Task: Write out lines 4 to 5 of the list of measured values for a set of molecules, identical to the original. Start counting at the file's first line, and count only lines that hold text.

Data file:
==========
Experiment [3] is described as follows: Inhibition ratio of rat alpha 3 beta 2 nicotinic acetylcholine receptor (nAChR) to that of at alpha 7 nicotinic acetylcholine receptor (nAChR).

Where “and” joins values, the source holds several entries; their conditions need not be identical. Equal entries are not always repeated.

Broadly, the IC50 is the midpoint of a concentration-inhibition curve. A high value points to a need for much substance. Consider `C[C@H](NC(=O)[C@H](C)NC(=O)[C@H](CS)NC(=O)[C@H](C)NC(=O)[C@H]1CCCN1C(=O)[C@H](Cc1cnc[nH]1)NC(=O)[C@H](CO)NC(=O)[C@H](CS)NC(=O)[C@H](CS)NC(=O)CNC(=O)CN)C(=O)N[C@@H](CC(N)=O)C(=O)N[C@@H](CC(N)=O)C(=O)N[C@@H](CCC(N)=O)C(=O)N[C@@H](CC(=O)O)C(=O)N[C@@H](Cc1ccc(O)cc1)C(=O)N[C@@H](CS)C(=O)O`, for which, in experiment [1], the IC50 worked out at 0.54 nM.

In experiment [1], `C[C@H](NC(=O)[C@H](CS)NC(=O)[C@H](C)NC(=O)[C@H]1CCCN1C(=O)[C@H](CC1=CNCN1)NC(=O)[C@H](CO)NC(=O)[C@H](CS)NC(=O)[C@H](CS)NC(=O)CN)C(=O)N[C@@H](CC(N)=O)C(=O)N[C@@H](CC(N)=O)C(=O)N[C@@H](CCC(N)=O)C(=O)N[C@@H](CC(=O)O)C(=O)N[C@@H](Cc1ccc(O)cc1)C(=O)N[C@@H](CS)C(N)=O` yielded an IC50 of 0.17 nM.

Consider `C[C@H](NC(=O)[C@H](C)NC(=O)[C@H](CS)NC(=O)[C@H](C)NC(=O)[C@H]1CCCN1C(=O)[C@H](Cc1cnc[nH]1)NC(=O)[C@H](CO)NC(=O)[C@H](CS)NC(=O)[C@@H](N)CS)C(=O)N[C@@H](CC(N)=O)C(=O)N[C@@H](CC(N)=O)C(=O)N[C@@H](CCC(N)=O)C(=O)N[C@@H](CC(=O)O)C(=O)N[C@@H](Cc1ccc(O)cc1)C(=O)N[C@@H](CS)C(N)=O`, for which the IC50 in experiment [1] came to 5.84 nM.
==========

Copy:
In experiment [1], `C[C@H](NC(=O)[C@H](CS)NC(=O)[C@H](C)NC(=O)[C@H]1CCCN1C(=O)[C@H](CC1=CNCN1)NC(=O)[C@H](CO)NC(=O)[C@H](CS)NC(=O)[C@H](CS)NC(=O)CN)C(=O)N[C@@H](CC(N)=O)C(=O)N[C@@H](CC(N)=O)C(=O)N[C@@H](CCC(N)=O)C(=O)N[C@@H](CC(=O)O)C(=O)N[C@@H](Cc1ccc(O)cc1)C(=O)N[C@@H](CS)C(N)=O` yielded an IC50 of 0.17 nM.

Consider `C[C@H](NC(=O)[C@H](C)NC(=O)[C@H](CS)NC(=O)[C@H](C)NC(=O)[C@H]1CCCN1C(=O)[C@H](Cc1cnc[nH]1)NC(=O)[C@H](CO)NC(=O)[C@H](CS)NC(=O)[C@@H](N)CS)C(=O)N[C@@H](CC(N)=O)C(=O)N[C@@H](CC(N)=O)C(=O)N[C@@H](CCC(N)=O)C(=O)N[C@@H](CC(=O)O)C(=O)N[C@@H](Cc1ccc(O)cc1)C(=O)N[C@@H](CS)C(N)=O`, for which the IC50 in experiment [1] came to 5.84 nM.